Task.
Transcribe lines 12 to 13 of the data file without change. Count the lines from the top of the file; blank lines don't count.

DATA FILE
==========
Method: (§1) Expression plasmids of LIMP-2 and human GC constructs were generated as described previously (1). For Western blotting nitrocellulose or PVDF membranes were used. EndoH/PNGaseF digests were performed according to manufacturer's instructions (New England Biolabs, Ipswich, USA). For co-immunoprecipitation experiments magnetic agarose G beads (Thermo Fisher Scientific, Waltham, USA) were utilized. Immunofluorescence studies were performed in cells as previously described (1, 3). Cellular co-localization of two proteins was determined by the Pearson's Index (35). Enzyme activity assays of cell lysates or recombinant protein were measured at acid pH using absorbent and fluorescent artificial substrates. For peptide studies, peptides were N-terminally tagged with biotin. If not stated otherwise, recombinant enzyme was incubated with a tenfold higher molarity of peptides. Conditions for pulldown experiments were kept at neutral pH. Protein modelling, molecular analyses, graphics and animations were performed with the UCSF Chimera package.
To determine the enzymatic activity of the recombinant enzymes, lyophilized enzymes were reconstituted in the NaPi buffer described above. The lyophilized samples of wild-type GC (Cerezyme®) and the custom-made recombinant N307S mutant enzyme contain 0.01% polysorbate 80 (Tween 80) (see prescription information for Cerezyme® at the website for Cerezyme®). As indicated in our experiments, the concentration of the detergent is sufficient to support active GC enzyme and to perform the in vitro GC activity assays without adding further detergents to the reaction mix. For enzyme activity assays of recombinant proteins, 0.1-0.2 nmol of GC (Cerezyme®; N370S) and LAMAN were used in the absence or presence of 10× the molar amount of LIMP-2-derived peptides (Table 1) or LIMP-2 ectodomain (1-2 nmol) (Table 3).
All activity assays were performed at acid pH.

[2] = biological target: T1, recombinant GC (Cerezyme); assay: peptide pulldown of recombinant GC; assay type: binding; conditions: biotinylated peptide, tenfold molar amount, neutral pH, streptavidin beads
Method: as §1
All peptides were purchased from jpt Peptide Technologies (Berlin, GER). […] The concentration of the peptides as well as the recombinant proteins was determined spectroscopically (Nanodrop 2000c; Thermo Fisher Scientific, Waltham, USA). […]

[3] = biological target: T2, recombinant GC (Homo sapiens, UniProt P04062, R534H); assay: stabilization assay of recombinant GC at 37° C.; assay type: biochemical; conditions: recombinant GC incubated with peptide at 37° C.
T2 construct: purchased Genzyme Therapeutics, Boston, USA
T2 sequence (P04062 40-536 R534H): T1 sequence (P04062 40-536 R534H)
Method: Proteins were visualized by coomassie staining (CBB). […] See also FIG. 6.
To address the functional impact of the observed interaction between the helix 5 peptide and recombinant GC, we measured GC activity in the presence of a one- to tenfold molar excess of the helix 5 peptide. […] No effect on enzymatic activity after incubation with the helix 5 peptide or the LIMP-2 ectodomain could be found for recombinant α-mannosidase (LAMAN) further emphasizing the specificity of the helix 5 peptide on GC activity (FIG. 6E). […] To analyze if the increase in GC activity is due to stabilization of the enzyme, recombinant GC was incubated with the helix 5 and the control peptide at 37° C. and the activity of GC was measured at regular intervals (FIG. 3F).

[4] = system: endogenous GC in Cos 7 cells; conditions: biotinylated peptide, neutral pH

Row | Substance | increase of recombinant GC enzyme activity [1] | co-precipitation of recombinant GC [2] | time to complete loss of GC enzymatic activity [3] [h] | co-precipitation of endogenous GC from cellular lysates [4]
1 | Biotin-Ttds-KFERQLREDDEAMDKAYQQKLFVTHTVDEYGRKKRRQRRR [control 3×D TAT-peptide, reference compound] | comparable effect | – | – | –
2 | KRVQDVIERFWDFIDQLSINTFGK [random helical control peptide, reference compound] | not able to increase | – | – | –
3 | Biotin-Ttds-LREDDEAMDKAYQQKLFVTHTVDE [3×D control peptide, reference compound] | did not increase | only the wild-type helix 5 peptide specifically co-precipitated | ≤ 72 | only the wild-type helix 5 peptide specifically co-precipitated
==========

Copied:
[4] = system: endogenous GC in Cos 7 cells; conditions: biotinylated peptide, neutral pH

Row | Substance | increase of recombinant GC enzyme activity [1] | co-precipitation of recombinant GC [2] | time to complete loss of GC enzymatic activity [3] [h] | co-precipitation of endogenous GC from cellular lysates [4]